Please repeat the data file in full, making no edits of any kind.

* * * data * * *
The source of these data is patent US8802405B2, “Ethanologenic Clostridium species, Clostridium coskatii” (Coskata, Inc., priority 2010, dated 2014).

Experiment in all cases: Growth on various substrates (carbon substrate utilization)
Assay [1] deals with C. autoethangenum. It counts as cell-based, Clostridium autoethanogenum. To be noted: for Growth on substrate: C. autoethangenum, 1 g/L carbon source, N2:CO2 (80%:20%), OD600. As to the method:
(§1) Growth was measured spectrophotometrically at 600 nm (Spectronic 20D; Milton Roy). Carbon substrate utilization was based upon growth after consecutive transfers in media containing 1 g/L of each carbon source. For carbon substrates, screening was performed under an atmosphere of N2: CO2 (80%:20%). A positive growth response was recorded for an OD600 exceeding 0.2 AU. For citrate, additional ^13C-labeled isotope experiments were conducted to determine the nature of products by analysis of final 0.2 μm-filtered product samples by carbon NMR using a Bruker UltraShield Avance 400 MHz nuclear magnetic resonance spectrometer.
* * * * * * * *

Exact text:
The source of these data is patent US8802405B2, “Ethanologenic Clostridium species, Clostridium coskatii” (Coskata, Inc., priority 2010, dated 2014).

Experiment in all cases: Growth on various substrates (carbon substrate utilization)
Assay [1] deals with C. autoethangenum. It counts as cell-based, Clostridium autoethanogenum. To be noted: for Growth on substrate: C. autoethangenum, 1 g/L carbon source, N2:CO2 (80%:20%), OD600. As to the method:
(§1) Growth was measured spectrophotometrically at 600 nm (Spectronic 20D; Milton Roy). Carbon substrate utilization was based upon growth after consecutive transfers in media containing 1 g/L of each carbon source. For carbon substrates, screening was performed under an atmosphere of N2: CO2 (80%:20%). A positive growth response was recorded for an OD600 exceeding 0.2 AU. For citrate, additional ^13C-labeled isotope experiments were conducted to determine the nature of products by analysis of final 0.2 μm-filtered product samples by carbon NMR using a Bruker UltraShield Avance 400 MHz nuclear magnetic resonance spectrometer.